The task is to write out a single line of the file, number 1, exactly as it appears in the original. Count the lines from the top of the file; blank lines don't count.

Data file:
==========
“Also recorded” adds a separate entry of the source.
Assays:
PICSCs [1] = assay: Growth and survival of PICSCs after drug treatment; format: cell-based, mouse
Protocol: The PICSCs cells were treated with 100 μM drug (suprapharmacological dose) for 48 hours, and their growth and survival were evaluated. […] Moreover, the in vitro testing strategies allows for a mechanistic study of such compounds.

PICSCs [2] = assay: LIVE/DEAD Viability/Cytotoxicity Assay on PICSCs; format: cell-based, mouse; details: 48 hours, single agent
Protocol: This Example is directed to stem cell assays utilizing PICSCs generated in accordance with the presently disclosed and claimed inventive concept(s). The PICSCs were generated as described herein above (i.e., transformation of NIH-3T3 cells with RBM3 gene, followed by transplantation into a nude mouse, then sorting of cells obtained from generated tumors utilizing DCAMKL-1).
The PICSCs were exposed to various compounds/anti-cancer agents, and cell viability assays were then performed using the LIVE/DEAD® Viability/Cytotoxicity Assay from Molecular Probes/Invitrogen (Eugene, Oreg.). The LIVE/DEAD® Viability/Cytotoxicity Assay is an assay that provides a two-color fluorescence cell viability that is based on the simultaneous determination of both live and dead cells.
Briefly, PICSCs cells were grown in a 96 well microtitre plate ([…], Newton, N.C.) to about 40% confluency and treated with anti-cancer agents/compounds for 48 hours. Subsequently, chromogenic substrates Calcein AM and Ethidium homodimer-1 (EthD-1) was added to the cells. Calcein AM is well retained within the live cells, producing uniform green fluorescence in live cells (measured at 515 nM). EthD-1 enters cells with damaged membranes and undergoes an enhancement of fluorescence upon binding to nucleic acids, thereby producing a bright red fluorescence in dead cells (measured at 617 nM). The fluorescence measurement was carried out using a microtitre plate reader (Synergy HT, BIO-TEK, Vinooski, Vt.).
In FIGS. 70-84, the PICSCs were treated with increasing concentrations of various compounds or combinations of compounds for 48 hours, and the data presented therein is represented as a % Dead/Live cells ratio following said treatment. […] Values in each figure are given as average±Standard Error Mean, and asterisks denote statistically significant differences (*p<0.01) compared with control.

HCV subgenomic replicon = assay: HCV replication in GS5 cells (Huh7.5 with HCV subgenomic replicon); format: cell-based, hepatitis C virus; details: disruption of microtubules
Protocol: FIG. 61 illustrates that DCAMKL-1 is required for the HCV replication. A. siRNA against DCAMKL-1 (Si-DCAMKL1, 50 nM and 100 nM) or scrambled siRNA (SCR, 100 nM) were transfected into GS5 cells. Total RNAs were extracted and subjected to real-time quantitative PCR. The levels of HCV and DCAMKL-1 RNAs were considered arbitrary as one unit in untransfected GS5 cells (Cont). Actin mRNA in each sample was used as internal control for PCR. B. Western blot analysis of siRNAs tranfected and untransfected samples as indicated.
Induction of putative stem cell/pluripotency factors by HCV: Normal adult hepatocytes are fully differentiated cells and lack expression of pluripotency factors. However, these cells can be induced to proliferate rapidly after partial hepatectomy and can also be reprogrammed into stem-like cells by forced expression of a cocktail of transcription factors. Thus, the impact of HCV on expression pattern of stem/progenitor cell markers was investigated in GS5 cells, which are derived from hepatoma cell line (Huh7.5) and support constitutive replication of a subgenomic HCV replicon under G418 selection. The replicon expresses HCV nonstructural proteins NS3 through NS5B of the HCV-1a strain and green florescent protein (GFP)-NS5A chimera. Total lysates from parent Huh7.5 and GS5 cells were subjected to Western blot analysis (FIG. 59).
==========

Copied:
“Also recorded” adds a separate entry of the source.